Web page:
The Playcrafters Barn Theatre has kept us in suspense for months since postponing Witness for the Prosecution in March due to cast illnesses. Now the play is on its feet at last, with most of the original cast.
This twisted plot was born almost 100 years ago. English writer Agatha Christie is the best-selling (and most translated) fiction author in history, with Stephen King and even Danielle Steel eating her dust. She was already a successful novelist in 1925 when her short story "Traitor's Hands" was published in a pulp magazine. It was first dramatized as a radio play in 1949, and in 1953, Christie adapted it as a stage script in just three weeks, changing both the name and the ending. Billy Wilder directed the 1957 film, and British and American TV versions followed. Director Victor Angelo told me before the invited dress rehearsal on Wednesday that if I like the Law & Order television franchise, I'd like this, and he spoke the truth, the whole truth, and nothing but the truth. (And yeah – they say that in England, too).
In Witness for the Prosecution, domestic employees Carter (the dynamic Tyler Henning) and Greta (the delightful Storm Marie Baca) open the proceedings, establishing the mise-en-scène as extraordinarily English with their immaculate accents. They work for barrister Sir Wilfred Robarts (played with gusto and stamina by veteran actor Don Faust), the lawyer arguing the case in court. His collegue Mayhew (solidly portrayed by Guy Cabell) is a solicitor – a lawyer who deals with clients and negotiations. Here, Robarts and Mayhew are representing murder suspect Leonard (Bobby Metcalf). A self-described "newbie" actor in his program bio, Metcalf is impressive and convincing as a dewy, naïve chap, unaware of how much trouble he's in when a wealthy acquaintance is found murdered.
Courtroom dramas are wordy, and Witness' legal eagles bear much of the burden here, particularly Faust, so an extra round of applause to all of them. Kevin Keck plays the prosecuting barrister Mr. Myers. Keck is an imposing, at times threatening figure whom everyone is supposed to be a little scared of. Valerie Hansel is perfectly deadpan as the judge, and Makis Witt provides British flavor and authority in his small role as the court usher.
Leonard's wife Romaine is played by the hardworking Shyan DeVoss. (Having appeared in Playcrafters' productions of 12 Angry Jurors and Christie's A Murder is Announced, DeVoss knows her way around courtrooms and murders... onstage, of course). As Romaine, DeVoss is shady from the get-go, alternately choosing words carefully and blurting conflicting ones wildly, but is always captivating. Another witness is nicely played by recent QC transplant Suzanne Braswell as the victim's maid, and I hope she continues to perform locally. Cassie Dowell, Pam Cantrell, and Nathan Lundburg also turn in appropriately understated performances as witnesses. Some of Angelo's performers use various accents, and others sound like straight-up Midwesterners, which is fine with me. I'd rather the actors use their energy on characterizations than worries about rhoticity. (Isn't that a great word? It means the way "r" is pronounced, from the Greek letter name rho.)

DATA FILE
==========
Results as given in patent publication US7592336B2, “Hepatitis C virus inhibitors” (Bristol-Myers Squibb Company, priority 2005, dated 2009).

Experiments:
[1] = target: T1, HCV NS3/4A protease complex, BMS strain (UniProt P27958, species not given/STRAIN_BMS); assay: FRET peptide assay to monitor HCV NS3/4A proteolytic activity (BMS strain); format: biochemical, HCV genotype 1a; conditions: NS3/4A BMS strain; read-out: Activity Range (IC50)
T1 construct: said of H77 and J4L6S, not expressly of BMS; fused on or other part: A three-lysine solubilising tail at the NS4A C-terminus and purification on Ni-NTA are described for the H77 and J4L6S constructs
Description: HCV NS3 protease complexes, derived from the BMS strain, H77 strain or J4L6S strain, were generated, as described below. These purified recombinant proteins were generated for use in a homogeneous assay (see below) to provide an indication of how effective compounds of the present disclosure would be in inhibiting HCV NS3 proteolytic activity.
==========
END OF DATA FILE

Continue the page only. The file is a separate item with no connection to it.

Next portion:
We, the audience, become courtroom observers in the gallery. There's a lot of story here, including evolving suspicions and surprise revelations, and the pace is gratifyingly brisk. I snickered a few times, though I'm not sure it was the playwright's (or director's) intent. One chuckle came through the term “elderly,” which was used when a character described a 56-year-old; today, the 50s are the new 30s, or so I hear through my ear trumpet.
Another descriptor funny to me was the disparaging "foreigner," employed in reference to a German character. (The story was originally set post-World-War-I, then post-World-War-II, and Teutons were inherently sus in both eras.) Adding to the aural amusement, the court reporter, also played by Henning, mimed using a manual typewriter that sounded an occasional margin bell, which at one point punctuated the mention of "£85,000" with a "cha-ching" effect. And the interesting scene-change music included the overture from the comic operetta The Mikado and "Vesti la giubba" from the tragic opera Pagliacci. (That Italian phrase means "Put on the costume," which is likely what was happening backstage.)
I commend Angelo's original cast for staying committed to this show over the months, as well as the new members who stepped in. There was some occasional hesitation over lines on Wednesday's dress rehearsal, but there were no awkward pauses. (This was the first audience for the players, so nerves may have contributed.) As casts often pitch in on set construction, several did here, as well. One nice touch was the green baize on the barristers' tables, which was likely director and set designer Angelo's doing. I also commend performer, longtime cosplayer, show co-star, and costume designer Baca. Thanks to her and co-credited costume designer Sean Sharp, everyone looked fab – and sharp.
Tiny annoyances included some upstage floor creaking, which at times interfered with actors' speech, and the study door at stage right could have used a masking curtain or flat – from my seat, I could see backstage when it was open. However, the greater benefit of experiencing Christie's Witness for the Prosecution live far outweighs my nitpicks. This show is on for one weekend only, so catch it while you can.
Witness for the Prosecution runs at the Playcrafters Barn Theatre (4950 35th Avenue, Moline IL) through September 4, and more information and tickets are available by calling (309)762-0330 and visiting Playcrafters.com.